Residents concerned about proposed dune development in Saugatuck Twp

Posted at 11:29 PM, Mar 28, 2017
and last updated 2017-03-28 23:29:54-04

SAUGATUCK TWP, Mich. -- Discussions to build a private marina and condos on pristine dune land along Lake Michigan drew a full house at Tuesday's Saugatuck Township planning meeting.

The company at the center of the issue is Cottage Homes, which purchased the Denison property last year from Singapore Dunes. The land was once in the works for a controversial development lead by multimillionaire Aubrey McClendon, who died last year.

The plans for the private marina and condos would require the removal of 160,000 tons of sand from the area, something that has residents concerned.

Details and maps of the development can be found on the township's website.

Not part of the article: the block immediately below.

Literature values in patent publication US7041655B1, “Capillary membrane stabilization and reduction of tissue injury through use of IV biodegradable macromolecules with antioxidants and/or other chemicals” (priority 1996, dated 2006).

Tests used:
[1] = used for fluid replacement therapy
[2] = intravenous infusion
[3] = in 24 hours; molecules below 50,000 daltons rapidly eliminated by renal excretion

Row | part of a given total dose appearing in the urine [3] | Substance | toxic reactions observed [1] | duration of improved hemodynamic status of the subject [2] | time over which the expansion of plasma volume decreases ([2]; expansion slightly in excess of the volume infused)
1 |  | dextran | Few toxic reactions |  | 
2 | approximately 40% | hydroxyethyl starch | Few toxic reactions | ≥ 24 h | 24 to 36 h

"They talk nicely about a marina with some houses around it," said Jon Helmrich, a Saugatuck Township resident. "But we need the environmental impact statement with the DEQ to really look at this.”

Others also said they wanted to see an environmental impact study be conducted before voting on plans.

“I’d like to see the marina plan ditched," Helmrich said. "I’d like to see no homes on the inlet itself. It’s the last undeveloped river mouth on Lake Michigan, and the south side is preserved as a natural harbor area, so there’s room to build some houses. Don’t get me wrong, but we don’t like them there on the river, which changes the views from the other side, from the garden camp."

"Let’s be a little more reasonable and forward thinking about our environmental picture in general.”

Cottage Homes said when they bought the Denison property they would protect the majority of the 300 acres along the shore.

Aubrey McClendon.

The land has been the subject of a legal tug-of-war for years. McClendon planned to develop 25 lots for houses and condos.

McClendon died in a car crash in Oklahoma last March, just one day after he was federally indicted for rigging bids for the purchase of oil and natural gas leases.

Ultimately, no decisions were made Tuesday about the project. Instead, the board voted to push back a vote until April's meeting.